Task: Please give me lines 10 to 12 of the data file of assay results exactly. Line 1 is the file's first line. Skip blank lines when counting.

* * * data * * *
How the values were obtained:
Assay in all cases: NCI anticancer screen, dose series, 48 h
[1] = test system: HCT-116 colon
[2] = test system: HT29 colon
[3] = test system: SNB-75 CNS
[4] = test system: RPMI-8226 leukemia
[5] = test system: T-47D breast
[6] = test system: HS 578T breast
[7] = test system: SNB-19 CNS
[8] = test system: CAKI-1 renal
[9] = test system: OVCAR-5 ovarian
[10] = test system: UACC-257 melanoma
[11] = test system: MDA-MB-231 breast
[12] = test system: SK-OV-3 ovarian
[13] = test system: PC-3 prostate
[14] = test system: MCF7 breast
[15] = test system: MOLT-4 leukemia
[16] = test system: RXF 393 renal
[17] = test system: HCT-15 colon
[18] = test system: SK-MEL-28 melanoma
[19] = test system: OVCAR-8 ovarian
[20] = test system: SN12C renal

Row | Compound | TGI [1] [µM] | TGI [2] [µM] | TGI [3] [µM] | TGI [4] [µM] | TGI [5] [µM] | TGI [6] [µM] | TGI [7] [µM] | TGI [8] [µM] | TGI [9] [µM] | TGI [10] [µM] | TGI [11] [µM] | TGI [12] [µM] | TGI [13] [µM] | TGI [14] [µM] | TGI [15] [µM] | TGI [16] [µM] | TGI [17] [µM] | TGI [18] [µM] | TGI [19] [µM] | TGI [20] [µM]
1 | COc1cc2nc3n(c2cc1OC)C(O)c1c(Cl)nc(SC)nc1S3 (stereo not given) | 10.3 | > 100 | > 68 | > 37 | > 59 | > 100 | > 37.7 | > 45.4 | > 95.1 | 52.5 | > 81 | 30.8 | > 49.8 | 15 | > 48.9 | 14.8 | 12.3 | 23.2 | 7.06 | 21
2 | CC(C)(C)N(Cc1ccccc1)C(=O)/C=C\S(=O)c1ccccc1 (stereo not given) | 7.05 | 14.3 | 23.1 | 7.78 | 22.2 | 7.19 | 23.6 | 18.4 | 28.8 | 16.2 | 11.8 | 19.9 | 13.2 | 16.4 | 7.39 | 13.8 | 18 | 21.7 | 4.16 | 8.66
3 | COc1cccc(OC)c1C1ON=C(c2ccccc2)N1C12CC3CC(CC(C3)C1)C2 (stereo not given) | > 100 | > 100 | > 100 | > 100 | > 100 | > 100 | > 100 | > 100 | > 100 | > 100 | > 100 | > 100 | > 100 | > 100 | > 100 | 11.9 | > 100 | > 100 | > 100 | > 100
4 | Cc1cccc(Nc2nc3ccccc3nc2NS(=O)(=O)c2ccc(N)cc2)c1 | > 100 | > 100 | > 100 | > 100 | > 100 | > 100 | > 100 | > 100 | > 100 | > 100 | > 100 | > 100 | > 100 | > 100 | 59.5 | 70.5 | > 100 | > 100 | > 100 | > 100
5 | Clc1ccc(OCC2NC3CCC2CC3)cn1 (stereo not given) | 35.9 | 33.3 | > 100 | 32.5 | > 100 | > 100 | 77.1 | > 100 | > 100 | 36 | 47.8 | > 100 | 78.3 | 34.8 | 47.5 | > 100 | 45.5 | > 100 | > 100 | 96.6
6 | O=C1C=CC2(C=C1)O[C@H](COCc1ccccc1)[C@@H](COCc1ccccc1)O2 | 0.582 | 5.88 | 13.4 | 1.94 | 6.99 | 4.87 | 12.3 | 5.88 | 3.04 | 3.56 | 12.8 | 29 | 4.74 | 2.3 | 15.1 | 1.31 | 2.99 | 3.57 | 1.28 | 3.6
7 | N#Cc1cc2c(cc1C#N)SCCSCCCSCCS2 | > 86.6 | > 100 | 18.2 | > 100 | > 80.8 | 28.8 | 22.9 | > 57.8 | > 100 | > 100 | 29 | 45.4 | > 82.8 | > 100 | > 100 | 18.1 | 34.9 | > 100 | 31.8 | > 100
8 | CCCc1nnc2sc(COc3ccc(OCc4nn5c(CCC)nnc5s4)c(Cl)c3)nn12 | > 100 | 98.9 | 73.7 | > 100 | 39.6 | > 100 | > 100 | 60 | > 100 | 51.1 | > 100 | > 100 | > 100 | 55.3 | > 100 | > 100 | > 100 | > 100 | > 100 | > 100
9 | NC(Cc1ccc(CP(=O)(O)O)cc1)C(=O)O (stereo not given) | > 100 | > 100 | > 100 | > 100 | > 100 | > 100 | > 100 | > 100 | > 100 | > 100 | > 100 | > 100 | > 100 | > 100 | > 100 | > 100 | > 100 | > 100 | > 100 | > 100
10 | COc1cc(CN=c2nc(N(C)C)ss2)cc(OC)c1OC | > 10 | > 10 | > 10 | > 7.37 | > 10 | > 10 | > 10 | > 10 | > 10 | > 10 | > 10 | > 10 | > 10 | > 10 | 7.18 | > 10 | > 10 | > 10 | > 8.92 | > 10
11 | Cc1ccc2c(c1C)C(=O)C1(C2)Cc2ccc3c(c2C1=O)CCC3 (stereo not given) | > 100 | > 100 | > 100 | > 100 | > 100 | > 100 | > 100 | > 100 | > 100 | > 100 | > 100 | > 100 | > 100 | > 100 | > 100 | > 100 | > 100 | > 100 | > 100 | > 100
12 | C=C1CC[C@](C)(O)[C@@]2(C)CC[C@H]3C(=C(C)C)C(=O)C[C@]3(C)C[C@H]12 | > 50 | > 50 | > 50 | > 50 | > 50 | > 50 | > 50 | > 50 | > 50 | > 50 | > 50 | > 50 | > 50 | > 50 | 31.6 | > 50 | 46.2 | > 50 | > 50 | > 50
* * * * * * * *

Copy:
[8] = test system: CAKI-1 renal
[9] = test system: OVCAR-5 ovarian
[10] = test system: UACC-257 melanoma